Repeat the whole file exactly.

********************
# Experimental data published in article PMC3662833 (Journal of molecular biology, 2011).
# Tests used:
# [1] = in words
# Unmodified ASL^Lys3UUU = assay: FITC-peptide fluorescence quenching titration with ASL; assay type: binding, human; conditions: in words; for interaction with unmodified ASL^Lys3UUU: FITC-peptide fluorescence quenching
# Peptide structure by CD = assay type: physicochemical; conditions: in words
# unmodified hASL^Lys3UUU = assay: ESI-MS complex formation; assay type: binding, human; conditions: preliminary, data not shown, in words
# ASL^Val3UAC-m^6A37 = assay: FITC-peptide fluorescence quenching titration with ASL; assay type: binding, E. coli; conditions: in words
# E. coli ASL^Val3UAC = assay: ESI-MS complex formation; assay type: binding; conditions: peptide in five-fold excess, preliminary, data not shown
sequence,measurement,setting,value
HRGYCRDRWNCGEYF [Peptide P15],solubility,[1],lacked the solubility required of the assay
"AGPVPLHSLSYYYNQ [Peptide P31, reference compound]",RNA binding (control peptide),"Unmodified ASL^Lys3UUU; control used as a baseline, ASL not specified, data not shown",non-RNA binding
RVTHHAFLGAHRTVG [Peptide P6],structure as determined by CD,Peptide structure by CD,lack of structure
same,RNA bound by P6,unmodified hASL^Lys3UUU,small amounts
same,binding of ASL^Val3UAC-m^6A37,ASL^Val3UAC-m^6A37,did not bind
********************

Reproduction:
# Experimental data published in article PMC3662833 (Journal of molecular biology, 2011).
# Tests used:
# [1] = in words
# Unmodified ASL^Lys3UUU = assay: FITC-peptide fluorescence quenching titration with ASL; assay type: binding, human; conditions: in words; for interaction with unmodified ASL^Lys3UUU: FITC-peptide fluorescence quenching
# Peptide structure by CD = assay type: physicochemical; conditions: in words
# unmodified hASL^Lys3UUU = assay: ESI-MS complex formation; assay type: binding, human; conditions: preliminary, data not shown, in words
# ASL^Val3UAC-m^6A37 = assay: FITC-peptide fluorescence quenching titration with ASL; assay type: binding, E. coli; conditions: in words
# E. coli ASL^Val3UAC = assay: ESI-MS complex formation; assay type: binding; conditions: peptide in five-fold excess, preliminary, data not shown
sequence,measurement,setting,value
HRGYCRDRWNCGEYF [Peptide P15],solubility,[1],lacked the solubility required of the assay
"AGPVPLHSLSYYYNQ [Peptide P31, reference compound]",RNA binding (control peptide),"Unmodified ASL^Lys3UUU; control used as a baseline, ASL not specified, data not shown",non-RNA binding
RVTHHAFLGAHRTVG [Peptide P6],structure as determined by CD,Peptide structure by CD,lack of structure
same,RNA bound by P6,unmodified hASL^Lys3UUU,small amounts
same,binding of ASL^Val3UAC-m^6A37,ASL^Val3UAC-m^6A37,did not bind